Pre-Marriage Agreement: 6 Things to Consider
What is a Pre-Marriage Agreement?
When planning a wedding, a couple takes several things into consideration. However, as important as a venue, menu, and guest list are, they pale in comparison to what is needed to plan a marriage. Today, planning a future together also includes planning for a future without each other. A pre-marriage agreement (also known as a prenuptial agreement) creates a safety net in case things do not work out as planned. When creating a prenuptial agreement, a couple should take several things into consideration. The following is a list of things that a couple should always include in their pre-marital agreement.
1. Assets and Debts Accumulated Before Marriage
Both parties should create an extensive list of their valuable assets acquired before the wedding date. On the other hand, a list of personal debts also needs definition. By outlining who has what before assets and debts are combined, it is easier to split them up in the case of divorce. Furthermore, going over financial issues before matrimony helps create a sense of transparency for a couple which helps when joining lives.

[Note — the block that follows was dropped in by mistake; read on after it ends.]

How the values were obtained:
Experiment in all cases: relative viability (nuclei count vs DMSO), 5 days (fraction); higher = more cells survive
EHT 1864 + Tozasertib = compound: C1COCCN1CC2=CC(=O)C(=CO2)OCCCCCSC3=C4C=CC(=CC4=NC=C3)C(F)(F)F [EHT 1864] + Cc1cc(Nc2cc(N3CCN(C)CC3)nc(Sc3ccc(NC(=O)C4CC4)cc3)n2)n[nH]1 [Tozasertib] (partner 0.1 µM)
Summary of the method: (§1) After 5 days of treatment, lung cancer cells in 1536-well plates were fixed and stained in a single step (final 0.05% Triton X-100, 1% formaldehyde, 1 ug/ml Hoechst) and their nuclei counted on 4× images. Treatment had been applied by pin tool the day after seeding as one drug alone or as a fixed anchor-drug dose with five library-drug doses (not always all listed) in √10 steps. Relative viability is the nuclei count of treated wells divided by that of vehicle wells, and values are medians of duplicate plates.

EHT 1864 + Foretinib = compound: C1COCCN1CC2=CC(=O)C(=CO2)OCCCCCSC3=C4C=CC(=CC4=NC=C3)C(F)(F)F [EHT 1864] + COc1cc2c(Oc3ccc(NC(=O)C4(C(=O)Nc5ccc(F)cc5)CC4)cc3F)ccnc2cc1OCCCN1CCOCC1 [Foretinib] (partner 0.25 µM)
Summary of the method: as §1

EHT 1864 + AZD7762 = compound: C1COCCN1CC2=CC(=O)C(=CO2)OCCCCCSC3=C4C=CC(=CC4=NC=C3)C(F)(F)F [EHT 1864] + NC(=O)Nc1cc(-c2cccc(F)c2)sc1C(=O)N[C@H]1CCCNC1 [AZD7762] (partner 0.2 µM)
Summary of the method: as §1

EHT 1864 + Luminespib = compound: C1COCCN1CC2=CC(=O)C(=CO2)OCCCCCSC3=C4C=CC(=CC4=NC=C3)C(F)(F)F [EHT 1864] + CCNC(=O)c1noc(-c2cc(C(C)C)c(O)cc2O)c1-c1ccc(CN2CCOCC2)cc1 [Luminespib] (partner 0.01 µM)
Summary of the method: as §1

When drafting your pre-marriage agreement, clarify whether or not each party expects to retain their assets and debts in case of divorce. While it may seem like a given, there are instances where it may not be the case. For example, if one party owns a house before marriage but plans to leave it to the other in the event of divorce to ensure their security.
As far as debts go, if one party helps the other pay something off, they may ask for reimbursement in case of divorce. Clarifying whether or not this is acceptable in the prenuptial agreement helps prevent needless fighting and disputes through the separation process.
2. Assets Purchased Together
Your pre-marital agreement needs to define how the two of you will handle assets accumulated together. Typically, a married couple owns these things equally, 50/50. However, some people find another arrangement works best for them. If one party uses premarital property or assets to make a joint purchase, then they should determine whether or not they expect reimbursement in case of separation. Typically, anything purchased together is seen as common property no matter where the source of funds. If you do not specify that you expect reimbursement, the courts will deem it a gift.
3. Income Management
In addition to asset ownership, it helps to determine how a couple manages income. Creating a clear plan may save a marriage. Instead of fighting over whether or not to spend or save, an outline of a retirement plan vs. annual spending defines expectations ahead of time. Furthermore, creating clear-cut expectations of who will manage money helps in divorces caused by money issues. If a spouse expects the other to carry a certain amount of weight financially and they fail to do so, a pre-marriage agreement defining these expectations supports the defending party in divorce court. Questions relevant to income management one should ask include: